Introduction: Partnerships are essential to creating effective global health leadership training programs. Global pandemics, including the HIV/AIDS pandemic, and more recently the COVID-19 pandemic, have tested the impact and stability of healthcare systems. Partnerships must be fostered to prepare the next generation of leaders to collaborate effectively and improve health globally. Objectives: We provide key matrices that predict success of partnerships in building global health leadership capacity. We highlight opportunities and challenges to building effective partnerships and provide recommendations to promote development of equitable and mutually beneficial partnerships. Findings: Critical elements for effective partnership when building global health leadership capacity include shared strategic vision, transparency and excellent communication, as well as intentional monitoring and evaluation of the partnership, not just the project or program. There must be recognition that partnerships can be unpredictable and unequal, especially if the end is not defined early on. Threats to equitable and effective partnerships include funding and co-funding disparities between partners from high-income and low-income countries, inequalities, unshared vision and priorities, skewed decision-making levels, and limited flexibility to minimize inequalities and make changes. Further, imbalances in power, privilege, position, income levels, and institutional resources create opportunities for exploitation of partners, particularly those in low-income countries, which widens the disparities and limits success and sustainability of partnerships. These challenges to effective partnering create the need for objective documentation of disparities at all stages, with key milestones to assess success and the environment to sustain the partnerships and their respective goals. Conclusions: Developing effective and sustainable partnerships requires a commitment to equality from the start by all partners and an understanding that there will be challenges that could derail otherwise well-intended partnerships. Guidelines and training on evaluation of partnerships exist and should be used, including generic indicators of equity, mutual benefit, and the added value of partnering. Key Takeaways: Effective partnerships in building global health leadership capacity require shared strategic vision and intentional monitoring and evaluation of goalsInequalities in partnerships may arise from disparities in infrastructure, managerial expertise, administrative and leadership capacity, as well as limited mutual benefit and mutual respectTo promote equitable and effective partnerships, it is critical to highlight and monitor key measures for success of partnerships at the beginning of each partnership and regularly through the lifetime of the partnership.We recommend that partnerships should have legal and financial laws through executed memoranda of understanding, to promote accountability and facilitate objective monitoring and evaluation of the partnership itself.More research is needed to understand better the contextual predictors of the broader influence and sustainability of partnership networks in global health leadership training.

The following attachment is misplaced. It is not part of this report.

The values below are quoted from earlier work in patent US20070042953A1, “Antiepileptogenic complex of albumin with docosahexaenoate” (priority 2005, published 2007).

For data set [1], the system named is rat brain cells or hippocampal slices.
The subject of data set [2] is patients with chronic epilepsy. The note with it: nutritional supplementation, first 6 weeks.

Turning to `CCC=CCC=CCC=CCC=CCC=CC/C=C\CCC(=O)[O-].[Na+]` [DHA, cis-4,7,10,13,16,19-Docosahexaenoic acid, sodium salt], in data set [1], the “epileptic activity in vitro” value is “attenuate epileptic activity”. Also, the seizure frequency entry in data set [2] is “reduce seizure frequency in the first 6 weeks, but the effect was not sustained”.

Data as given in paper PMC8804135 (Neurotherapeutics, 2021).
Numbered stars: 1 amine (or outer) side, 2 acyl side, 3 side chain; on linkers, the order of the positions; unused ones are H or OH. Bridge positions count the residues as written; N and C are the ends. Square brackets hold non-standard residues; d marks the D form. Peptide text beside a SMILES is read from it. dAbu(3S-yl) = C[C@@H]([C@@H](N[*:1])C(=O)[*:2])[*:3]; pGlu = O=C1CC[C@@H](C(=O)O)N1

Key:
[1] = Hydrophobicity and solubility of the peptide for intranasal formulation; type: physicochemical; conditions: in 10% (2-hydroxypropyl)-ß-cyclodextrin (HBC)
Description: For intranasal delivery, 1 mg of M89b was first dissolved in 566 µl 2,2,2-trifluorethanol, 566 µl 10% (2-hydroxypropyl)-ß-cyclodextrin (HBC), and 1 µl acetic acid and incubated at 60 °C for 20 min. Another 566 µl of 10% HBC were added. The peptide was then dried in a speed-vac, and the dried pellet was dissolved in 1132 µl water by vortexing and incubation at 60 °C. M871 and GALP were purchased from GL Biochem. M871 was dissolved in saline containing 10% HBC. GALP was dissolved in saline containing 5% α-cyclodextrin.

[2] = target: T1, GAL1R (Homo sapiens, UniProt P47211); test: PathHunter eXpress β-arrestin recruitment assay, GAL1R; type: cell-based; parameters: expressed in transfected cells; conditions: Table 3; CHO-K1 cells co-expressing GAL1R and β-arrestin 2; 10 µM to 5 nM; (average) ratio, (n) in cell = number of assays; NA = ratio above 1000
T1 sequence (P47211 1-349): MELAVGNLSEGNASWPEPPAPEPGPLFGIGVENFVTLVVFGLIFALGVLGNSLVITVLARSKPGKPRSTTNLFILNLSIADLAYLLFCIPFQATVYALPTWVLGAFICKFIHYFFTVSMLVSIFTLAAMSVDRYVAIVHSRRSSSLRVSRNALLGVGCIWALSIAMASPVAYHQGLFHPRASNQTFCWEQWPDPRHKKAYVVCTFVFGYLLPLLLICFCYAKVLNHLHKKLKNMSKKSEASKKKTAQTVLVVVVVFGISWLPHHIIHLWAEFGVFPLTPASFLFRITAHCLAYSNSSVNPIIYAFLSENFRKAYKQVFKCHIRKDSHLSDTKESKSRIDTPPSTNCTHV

Subject(s)
Global Health , International Cooperation , Leadership , Public-Private Sector Partnerships/organization & administration , Communication , Humans , Program Development/methods , Program Evaluation/methods , Stakeholder Participation
6.
Ann Glob Health ; 87(1): 61, 2021.
Article in English | MEDLINE | ID: covidwho-1325924

ABSTRACT